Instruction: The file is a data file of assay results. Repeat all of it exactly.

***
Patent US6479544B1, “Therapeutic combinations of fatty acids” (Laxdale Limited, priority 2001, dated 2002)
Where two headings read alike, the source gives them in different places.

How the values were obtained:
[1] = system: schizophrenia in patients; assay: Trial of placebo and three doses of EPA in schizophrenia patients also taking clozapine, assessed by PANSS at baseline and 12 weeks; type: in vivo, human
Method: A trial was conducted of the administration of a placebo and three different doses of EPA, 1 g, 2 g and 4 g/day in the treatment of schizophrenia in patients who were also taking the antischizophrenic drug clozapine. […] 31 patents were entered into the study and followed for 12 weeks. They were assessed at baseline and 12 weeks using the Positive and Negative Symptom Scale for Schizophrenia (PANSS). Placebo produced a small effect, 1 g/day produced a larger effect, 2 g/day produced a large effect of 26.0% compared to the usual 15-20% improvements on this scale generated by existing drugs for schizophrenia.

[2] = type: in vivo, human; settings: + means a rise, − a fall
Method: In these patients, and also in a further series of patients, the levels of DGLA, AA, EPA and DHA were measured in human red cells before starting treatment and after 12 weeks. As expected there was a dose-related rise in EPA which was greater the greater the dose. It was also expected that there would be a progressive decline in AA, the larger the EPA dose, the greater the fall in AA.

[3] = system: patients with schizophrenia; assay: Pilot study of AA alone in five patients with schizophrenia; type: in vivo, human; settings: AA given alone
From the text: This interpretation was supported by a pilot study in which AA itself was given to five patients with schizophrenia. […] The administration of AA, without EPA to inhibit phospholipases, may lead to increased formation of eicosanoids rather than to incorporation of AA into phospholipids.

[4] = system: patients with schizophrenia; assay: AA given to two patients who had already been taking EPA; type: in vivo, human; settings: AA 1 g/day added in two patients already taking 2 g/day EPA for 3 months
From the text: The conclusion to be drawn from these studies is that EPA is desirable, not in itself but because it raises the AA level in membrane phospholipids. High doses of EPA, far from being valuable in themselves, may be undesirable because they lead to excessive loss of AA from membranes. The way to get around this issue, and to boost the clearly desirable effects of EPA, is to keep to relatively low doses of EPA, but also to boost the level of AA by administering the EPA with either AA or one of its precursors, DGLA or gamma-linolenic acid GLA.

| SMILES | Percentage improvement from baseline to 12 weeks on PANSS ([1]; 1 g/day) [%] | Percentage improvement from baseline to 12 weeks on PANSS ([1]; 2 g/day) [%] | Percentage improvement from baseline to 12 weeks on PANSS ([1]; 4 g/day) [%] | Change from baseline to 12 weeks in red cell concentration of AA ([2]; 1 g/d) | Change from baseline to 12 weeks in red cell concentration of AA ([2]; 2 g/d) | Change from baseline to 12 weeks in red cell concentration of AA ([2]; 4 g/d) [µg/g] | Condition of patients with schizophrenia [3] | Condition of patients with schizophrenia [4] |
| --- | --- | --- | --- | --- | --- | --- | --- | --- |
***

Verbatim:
Patent US6479544B1, “Therapeutic combinations of fatty acids” (Laxdale Limited, priority 2001, dated 2002)
Where two headings read alike, the source gives them in different places.

How the values were obtained:
[1] = system: schizophrenia in patients; assay: Trial of placebo and three doses of EPA in schizophrenia patients also taking clozapine, assessed by PANSS at baseline and 12 weeks; type: in vivo, human
Method: A trial was conducted of the administration of a placebo and three different doses of EPA, 1 g, 2 g and 4 g/day in the treatment of schizophrenia in patients who were also taking the antischizophrenic drug clozapine. […] 31 patents were entered into the study and followed for 12 weeks. They were assessed at baseline and 12 weeks using the Positive and Negative Symptom Scale for Schizophrenia (PANSS). Placebo produced a small effect, 1 g/day produced a larger effect, 2 g/day produced a large effect of 26.0% compared to the usual 15-20% improvements on this scale generated by existing drugs for schizophrenia.

[2] = type: in vivo, human; settings: + means a rise, − a fall
Method: In these patients, and also in a further series of patients, the levels of DGLA, AA, EPA and DHA were measured in human red cells before starting treatment and after 12 weeks. As expected there was a dose-related rise in EPA which was greater the greater the dose. It was also expected that there would be a progressive decline in AA, the larger the EPA dose, the greater the fall in AA.

[3] = system: patients with schizophrenia; assay: Pilot study of AA alone in five patients with schizophrenia; type: in vivo, human; settings: AA given alone
From the text: This interpretation was supported by a pilot study in which AA itself was given to five patients with schizophrenia. […] The administration of AA, without EPA to inhibit phospholipases, may lead to increased formation of eicosanoids rather than to incorporation of AA into phospholipids.

[4] = system: patients with schizophrenia; assay: AA given to two patients who had already been taking EPA; type: in vivo, human; settings: AA 1 g/day added in two patients already taking 2 g/day EPA for 3 months
From the text: The conclusion to be drawn from these studies is that EPA is desirable, not in itself but because it raises the AA level in membrane phospholipids. High doses of EPA, far from being valuable in themselves, may be undesirable because they lead to excessive loss of AA from membranes. The way to get around this issue, and to boost the clearly desirable effects of EPA, is to keep to relatively low doses of EPA, but also to boost the level of AA by administering the EPA with either AA or one of its precursors, DGLA or gamma-linolenic acid GLA.

| SMILES | Percentage improvement from baseline to 12 weeks on PANSS ([1]; 1 g/day) [%] | Percentage improvement from baseline to 12 weeks on PANSS ([1]; 2 g/day) [%] | Percentage improvement from baseline to 12 weeks on PANSS ([1]; 4 g/day) [%] | Change from baseline to 12 weeks in red cell concentration of AA ([2]; 1 g/d) | Change from baseline to 12 weeks in red cell concentration of AA ([2]; 2 g/d) | Change from baseline to 12 weeks in red cell concentration of AA ([2]; 4 g/d) [µg/g] | Condition of patients with schizophrenia [3] | Condition of patients with schizophrenia [4] |
| --- | --- | --- | --- | --- | --- | --- | --- | --- |